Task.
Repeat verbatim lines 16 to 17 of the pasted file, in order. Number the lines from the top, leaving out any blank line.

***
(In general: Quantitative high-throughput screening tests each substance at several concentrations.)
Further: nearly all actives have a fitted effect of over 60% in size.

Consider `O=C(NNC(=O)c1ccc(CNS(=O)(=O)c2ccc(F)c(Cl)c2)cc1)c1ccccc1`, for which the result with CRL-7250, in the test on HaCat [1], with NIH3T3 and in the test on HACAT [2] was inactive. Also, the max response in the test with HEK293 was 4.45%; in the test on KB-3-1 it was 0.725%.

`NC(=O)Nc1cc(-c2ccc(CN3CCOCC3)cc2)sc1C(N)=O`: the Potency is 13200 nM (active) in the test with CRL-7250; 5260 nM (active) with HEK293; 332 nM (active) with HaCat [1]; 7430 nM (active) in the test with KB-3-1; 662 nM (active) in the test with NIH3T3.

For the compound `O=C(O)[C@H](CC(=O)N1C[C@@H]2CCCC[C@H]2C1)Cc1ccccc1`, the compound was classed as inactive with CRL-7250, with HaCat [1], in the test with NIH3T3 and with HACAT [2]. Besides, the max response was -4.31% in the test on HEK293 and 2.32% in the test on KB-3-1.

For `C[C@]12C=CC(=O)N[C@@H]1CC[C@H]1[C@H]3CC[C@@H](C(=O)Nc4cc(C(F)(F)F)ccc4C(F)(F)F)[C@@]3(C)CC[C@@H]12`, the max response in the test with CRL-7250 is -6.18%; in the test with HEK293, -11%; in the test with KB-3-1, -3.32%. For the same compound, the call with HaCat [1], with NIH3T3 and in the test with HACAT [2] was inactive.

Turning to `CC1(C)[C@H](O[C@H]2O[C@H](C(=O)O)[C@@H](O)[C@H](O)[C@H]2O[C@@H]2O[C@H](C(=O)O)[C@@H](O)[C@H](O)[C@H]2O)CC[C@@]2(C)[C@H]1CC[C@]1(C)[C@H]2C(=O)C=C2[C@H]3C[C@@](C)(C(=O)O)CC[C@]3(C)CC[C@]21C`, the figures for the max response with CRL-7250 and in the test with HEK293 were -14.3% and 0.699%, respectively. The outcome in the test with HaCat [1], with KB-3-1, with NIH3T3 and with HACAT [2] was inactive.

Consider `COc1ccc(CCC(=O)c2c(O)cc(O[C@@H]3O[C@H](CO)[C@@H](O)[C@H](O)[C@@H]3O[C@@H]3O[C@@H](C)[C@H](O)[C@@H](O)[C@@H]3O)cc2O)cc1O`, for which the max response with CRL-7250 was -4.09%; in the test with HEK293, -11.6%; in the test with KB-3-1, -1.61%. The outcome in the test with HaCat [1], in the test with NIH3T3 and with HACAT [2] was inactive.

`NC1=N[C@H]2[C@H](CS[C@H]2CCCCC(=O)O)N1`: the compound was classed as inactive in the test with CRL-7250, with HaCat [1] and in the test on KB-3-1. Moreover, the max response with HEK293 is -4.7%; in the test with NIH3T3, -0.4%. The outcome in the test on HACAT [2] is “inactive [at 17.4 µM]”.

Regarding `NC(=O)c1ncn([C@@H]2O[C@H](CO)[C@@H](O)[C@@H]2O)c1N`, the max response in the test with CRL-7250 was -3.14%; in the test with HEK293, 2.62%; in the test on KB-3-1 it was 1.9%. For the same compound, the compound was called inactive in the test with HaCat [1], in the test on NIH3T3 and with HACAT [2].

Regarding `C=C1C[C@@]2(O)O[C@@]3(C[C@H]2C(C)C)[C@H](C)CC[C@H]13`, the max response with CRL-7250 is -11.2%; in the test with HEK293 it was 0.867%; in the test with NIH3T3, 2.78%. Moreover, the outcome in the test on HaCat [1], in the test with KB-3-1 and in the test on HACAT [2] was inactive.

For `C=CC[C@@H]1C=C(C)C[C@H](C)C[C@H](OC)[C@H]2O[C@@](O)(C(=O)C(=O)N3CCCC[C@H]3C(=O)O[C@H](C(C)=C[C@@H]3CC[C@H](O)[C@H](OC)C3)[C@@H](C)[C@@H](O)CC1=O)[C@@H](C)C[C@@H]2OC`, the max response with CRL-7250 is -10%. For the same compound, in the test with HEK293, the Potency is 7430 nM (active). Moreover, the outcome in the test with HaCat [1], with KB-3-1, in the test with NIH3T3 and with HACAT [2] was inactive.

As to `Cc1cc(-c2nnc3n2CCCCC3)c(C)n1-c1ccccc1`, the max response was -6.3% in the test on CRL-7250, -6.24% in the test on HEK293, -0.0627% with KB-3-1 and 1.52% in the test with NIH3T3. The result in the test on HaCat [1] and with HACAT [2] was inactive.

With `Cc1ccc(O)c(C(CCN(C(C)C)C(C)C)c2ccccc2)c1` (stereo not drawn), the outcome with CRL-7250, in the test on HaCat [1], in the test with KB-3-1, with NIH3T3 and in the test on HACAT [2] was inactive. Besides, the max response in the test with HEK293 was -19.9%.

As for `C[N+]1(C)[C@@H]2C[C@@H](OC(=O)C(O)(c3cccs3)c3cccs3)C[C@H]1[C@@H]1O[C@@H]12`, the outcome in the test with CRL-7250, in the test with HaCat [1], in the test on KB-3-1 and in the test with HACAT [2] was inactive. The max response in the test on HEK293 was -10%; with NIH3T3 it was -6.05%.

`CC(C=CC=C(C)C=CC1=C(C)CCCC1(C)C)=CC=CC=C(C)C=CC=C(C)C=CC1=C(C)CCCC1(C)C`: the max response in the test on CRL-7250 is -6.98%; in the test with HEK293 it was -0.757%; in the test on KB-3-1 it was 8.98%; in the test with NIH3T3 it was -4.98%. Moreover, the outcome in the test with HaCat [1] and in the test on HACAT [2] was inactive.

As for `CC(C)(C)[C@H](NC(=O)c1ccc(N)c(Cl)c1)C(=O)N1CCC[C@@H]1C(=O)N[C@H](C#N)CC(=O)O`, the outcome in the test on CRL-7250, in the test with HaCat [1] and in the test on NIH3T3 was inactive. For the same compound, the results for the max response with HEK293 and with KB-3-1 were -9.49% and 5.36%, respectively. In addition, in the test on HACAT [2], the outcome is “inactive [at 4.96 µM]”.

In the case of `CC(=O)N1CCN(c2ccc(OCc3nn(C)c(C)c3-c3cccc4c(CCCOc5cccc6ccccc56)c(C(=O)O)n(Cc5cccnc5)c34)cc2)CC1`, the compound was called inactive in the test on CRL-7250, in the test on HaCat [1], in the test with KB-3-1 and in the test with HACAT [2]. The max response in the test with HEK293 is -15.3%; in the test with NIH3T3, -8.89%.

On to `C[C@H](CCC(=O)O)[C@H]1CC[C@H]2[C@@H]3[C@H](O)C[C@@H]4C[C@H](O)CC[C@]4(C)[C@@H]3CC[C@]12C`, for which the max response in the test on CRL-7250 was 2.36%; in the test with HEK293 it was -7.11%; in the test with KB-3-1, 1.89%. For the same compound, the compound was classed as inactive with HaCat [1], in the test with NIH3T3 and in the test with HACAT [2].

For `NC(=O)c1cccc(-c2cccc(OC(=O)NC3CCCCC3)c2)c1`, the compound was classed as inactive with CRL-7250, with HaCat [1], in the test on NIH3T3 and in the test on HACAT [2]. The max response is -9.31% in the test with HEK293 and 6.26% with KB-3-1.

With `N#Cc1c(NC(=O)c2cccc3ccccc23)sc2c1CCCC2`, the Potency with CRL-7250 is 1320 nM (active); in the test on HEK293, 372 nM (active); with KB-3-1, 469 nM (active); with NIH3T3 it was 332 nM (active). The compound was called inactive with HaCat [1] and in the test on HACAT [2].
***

`CC(C=CC=C(C)C=CC1=C(C)CCCC1(C)C)=CC=CC=C(C)C=CC=C(C)C=CC1=C(C)CCCC1(C)C`: the max response in the test on CRL-7250 is -6.98%; in the test with HEK293 it was -0.757%; in the test on KB-3-1 it was 8.98%; in the test with NIH3T3 it was -4.98%. Moreover, the outcome in the test with HaCat [1] and in the test on HACAT [2] was inactive.

As for `CC(C)(C)[C@H](NC(=O)c1ccc(N)c(Cl)c1)C(=O)N1CCC[C@@H]1C(=O)N[C@H](C#N)CC(=O)O`, the outcome in the test on CRL-7250, in the test with HaCat [1] and in the test on NIH3T3 was inactive. For the same compound, the results for the max response with HEK293 and with KB-3-1 were -9.49% and 5.36%, respectively. In addition, in the test on HACAT [2], the outcome is “inactive [at 4.96 µM]”.